At the same time, public utilities today have fewer dollars to spend on upgrading the public grid to help it deal with the growing number of wind turbines and onsite systems sprouting up in the properties they serve.
The federal government’s stimulus money has largely dried up. This means that available funding for retrofits, maintenance and enhancements has lapsed.
All these factors combine for one thing: Building owners will need to invest more money in equipment and services that boost the quality and reliability of the power they need to operate.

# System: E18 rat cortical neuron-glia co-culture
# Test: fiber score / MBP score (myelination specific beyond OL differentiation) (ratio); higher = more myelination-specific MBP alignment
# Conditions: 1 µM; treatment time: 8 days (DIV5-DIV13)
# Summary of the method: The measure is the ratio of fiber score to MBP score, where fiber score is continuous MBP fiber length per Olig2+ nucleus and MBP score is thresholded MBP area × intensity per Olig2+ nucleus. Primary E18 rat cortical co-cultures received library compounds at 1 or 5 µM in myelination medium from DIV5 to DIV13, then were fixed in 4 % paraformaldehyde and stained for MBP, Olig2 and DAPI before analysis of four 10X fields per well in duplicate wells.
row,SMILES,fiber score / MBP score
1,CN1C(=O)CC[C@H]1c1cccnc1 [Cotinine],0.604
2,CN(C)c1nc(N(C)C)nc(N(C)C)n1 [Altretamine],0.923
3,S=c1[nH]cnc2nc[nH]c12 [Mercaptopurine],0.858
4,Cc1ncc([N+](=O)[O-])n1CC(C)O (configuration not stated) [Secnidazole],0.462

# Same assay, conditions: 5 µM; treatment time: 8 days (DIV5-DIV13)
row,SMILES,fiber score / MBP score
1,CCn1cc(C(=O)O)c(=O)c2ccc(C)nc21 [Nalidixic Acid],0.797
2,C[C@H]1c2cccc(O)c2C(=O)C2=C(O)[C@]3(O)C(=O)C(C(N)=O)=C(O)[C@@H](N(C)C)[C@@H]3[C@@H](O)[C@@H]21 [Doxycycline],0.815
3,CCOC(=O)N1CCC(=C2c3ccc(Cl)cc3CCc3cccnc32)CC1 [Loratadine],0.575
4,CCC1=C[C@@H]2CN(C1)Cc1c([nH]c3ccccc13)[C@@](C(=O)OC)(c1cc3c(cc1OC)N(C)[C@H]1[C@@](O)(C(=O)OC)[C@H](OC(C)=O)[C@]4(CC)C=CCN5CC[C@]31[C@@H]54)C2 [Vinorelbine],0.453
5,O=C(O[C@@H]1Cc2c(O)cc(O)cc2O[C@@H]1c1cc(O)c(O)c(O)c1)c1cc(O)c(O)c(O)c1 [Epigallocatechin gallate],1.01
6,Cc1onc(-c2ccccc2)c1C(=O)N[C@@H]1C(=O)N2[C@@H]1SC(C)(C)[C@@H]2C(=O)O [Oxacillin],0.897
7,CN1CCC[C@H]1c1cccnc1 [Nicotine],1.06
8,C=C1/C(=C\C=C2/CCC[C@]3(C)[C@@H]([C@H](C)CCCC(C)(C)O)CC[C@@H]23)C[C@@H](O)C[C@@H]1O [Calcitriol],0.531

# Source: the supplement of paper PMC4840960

“If you look at some of the data, we’ve been tied to some of the same transformers from when your grandfather was around,” says Szalkus. “Your grandfather might not have even been born yet. What we are putting into buildings today are high-speed communications systems. Our demand for power quality 50 years ago was a lot less than it is today. If a phone call dropped 50 years ago, you’d call that person back. Now we raise a big stink if our Internet connection is down for five seconds and our file download was interrupted.”
Dan Rafter is a technical writer and frequent contributor to Distributed Energy.